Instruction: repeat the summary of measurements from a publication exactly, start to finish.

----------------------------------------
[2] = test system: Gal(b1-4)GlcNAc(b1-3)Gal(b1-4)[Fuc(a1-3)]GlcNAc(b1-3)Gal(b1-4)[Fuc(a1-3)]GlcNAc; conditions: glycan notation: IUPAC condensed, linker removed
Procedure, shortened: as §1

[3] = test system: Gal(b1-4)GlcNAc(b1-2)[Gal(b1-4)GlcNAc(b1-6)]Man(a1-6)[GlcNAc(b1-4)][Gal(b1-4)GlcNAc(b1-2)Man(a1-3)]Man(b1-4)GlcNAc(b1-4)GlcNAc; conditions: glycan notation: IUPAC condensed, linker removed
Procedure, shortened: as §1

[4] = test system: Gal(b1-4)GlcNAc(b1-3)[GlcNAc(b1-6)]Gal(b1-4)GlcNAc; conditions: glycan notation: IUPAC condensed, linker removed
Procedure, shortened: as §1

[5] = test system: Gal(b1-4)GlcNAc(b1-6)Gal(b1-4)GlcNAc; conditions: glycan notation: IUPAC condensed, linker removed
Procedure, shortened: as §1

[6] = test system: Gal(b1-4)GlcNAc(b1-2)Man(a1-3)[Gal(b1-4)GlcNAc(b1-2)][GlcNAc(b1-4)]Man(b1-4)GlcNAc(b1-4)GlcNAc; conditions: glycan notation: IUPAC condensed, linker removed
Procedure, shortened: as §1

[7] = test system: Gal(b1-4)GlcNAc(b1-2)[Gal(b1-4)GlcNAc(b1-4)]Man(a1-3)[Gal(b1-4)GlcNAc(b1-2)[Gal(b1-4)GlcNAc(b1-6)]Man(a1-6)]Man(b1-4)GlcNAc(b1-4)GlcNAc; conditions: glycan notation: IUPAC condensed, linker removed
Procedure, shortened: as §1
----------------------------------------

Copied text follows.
[2] = test system: Gal(b1-4)GlcNAc(b1-3)Gal(b1-4)[Fuc(a1-3)]GlcNAc(b1-3)Gal(b1-4)[Fuc(a1-3)]GlcNAc; conditions: glycan notation: IUPAC condensed, linker removed
Procedure, shortened: as §1

[3] = test system: Gal(b1-4)GlcNAc(b1-2)[Gal(b1-4)GlcNAc(b1-6)]Man(a1-6)[GlcNAc(b1-4)][Gal(b1-4)GlcNAc(b1-2)Man(a1-3)]Man(b1-4)GlcNAc(b1-4)GlcNAc; conditions: glycan notation: IUPAC condensed, linker removed
Procedure, shortened: as §1

[4] = test system: Gal(b1-4)GlcNAc(b1-3)[GlcNAc(b1-6)]Gal(b1-4)GlcNAc; conditions: glycan notation: IUPAC condensed, linker removed
Procedure, shortened: as §1

[5] = test system: Gal(b1-4)GlcNAc(b1-6)Gal(b1-4)GlcNAc; conditions: glycan notation: IUPAC condensed, linker removed
Procedure, shortened: as §1

[6] = test system: Gal(b1-4)GlcNAc(b1-2)Man(a1-3)[Gal(b1-4)GlcNAc(b1-2)][GlcNAc(b1-4)]Man(b1-4)GlcNAc(b1-4)GlcNAc; conditions: glycan notation: IUPAC condensed, linker removed
Procedure, shortened: as §1

[7] = test system: Gal(b1-4)GlcNAc(b1-2)[Gal(b1-4)GlcNAc(b1-4)]Man(a1-3)[Gal(b1-4)GlcNAc(b1-2)[Gal(b1-4)GlcNAc(b1-6)]Man(a1-6)]Man(b1-4)GlcNAc(b1-4)GlcNAc; conditions: glycan notation: IUPAC condensed, linker removed
Procedure, shortened: as §1